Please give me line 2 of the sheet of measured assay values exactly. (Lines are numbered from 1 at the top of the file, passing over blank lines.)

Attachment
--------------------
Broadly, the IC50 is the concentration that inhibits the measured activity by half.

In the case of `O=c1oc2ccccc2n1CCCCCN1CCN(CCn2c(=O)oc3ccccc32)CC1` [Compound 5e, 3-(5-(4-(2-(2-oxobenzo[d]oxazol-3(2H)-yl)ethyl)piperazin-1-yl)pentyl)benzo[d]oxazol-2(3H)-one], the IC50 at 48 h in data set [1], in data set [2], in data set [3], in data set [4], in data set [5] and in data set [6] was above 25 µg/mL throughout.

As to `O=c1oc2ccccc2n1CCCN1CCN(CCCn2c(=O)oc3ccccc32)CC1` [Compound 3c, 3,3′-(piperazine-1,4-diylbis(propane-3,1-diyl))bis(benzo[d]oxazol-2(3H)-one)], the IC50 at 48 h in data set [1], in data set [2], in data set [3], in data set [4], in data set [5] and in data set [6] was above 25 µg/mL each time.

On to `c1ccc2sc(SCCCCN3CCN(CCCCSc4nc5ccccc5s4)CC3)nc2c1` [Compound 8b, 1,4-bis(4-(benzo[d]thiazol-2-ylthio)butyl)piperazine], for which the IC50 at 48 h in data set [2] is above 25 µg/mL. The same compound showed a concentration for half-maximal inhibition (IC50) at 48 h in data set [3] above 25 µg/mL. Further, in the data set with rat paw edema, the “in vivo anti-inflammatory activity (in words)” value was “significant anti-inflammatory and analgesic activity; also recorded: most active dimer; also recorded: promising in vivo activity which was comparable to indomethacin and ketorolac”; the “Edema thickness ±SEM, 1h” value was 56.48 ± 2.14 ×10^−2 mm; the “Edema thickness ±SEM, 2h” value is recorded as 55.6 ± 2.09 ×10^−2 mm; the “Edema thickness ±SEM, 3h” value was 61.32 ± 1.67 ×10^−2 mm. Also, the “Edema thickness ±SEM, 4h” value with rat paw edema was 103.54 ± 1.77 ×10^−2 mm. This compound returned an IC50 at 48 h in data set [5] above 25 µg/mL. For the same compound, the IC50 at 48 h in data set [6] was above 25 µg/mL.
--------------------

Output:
In the case of `O=c1oc2ccccc2n1CCCCCN1CCN(CCn2c(=O)oc3ccccc32)CC1` [Compound 5e, 3-(5-(4-(2-(2-oxobenzo[d]oxazol-3(2H)-yl)ethyl)piperazin-1-yl)pentyl)benzo[d]oxazol-2(3H)-one], the IC50 at 48 h in data set [1], in data set [2], in data set [3], in data set [4], in data set [5] and in data set [6] was above 25 µg/mL throughout.